RALEIGH — A Wake County Superior Court judge has ordered the state Division of Employment Security to continue making documents available to lawyers who rely on them to solicit new clients for at least a day or two more.
Judge Paul Ridgeway issued the order from the bench Tuesday. It keeps in place a temporary restraining order that requires the agency to make notices of appeals hearings for contested unemployment claims available on a daily basis to employment law attorneys who pay to receive them.
Ridgeway, who issued the order after a nearly four-hour hearing, indicated he intends to issue a ruling on a request for a preliminary injunction before the temporary restraining order expires at the end of the day Thursday.
I will address it as urgently as possible, he said. Obviously, its an important issue.
Durham attorney Monica Wilson is seeking a preliminary injunction that would require the state to continue making the hearing notices available, as it has done for a decade, while she presses her lawsuit against Employment Security.
Wilson obtained the temporary restraining order last week when the agency abruptly changed its policy and decided to make the notices available as few as three times a month, rather than daily. Wilson contends that, since many hearings are scheduled 10-to-14 days in advance, decreasing the frequency would prevent her and other employment law attorneys from contacting potential clients in time.
The state agency initially obeyed the temporary restraining order but balked on Monday after being notified by the U.S. Department of Labor that the information should be kept confidential. The Labor Department contacted the agency after reading a news article about Wilsons lawsuit.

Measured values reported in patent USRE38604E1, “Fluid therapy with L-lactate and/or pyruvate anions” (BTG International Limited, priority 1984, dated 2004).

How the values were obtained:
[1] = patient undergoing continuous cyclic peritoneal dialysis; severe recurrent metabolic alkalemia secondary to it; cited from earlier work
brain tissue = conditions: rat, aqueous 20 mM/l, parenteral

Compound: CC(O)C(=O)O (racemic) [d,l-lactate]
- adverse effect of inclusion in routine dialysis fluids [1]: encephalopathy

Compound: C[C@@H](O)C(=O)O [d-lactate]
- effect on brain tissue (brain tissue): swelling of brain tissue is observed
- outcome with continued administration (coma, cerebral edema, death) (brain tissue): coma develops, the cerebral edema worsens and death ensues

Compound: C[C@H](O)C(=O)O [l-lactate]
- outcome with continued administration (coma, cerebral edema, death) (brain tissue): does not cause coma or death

We understand we have been doing it incorrectly, agency lawyer Tom Hodges said in arguing that the state should no longer release the information.
Hodges also argued that the agency could lose its federal grant, its sole source of funding for operations, if it defied the Labor Department. Federal funding for the current fiscal year totals $57.7 million.
Attorney Jim White, who represents Wilson, argued that, despite the Labor Departments position, the state is within its rights to make the hearing notices available because federal law clearly defers to state law regarding what constitutes a public record.
White also argued that Employment Security changed its policy on making hearing notices available in a cynical bid to prevent lawyers from representing unemployed workers at appeals hearings and, ultimately, to put the law firms that represent them out of business.
Because in the end, if these law firms are out of business and people dont have affordable counsel, we can reduce the amount of unemployment thats paid in the state, White said.
Agency chief Dale Folwell testified that he instituted the new policy because of concerns about security because lawyers and couriers retrieve the documents from agency headquarters in Raleigh without going through security. He also said he was concerned that local lawyers who retrieve the documents have an unfair advantage over lawyers elsewhere in the state who must have the documents mailed to them.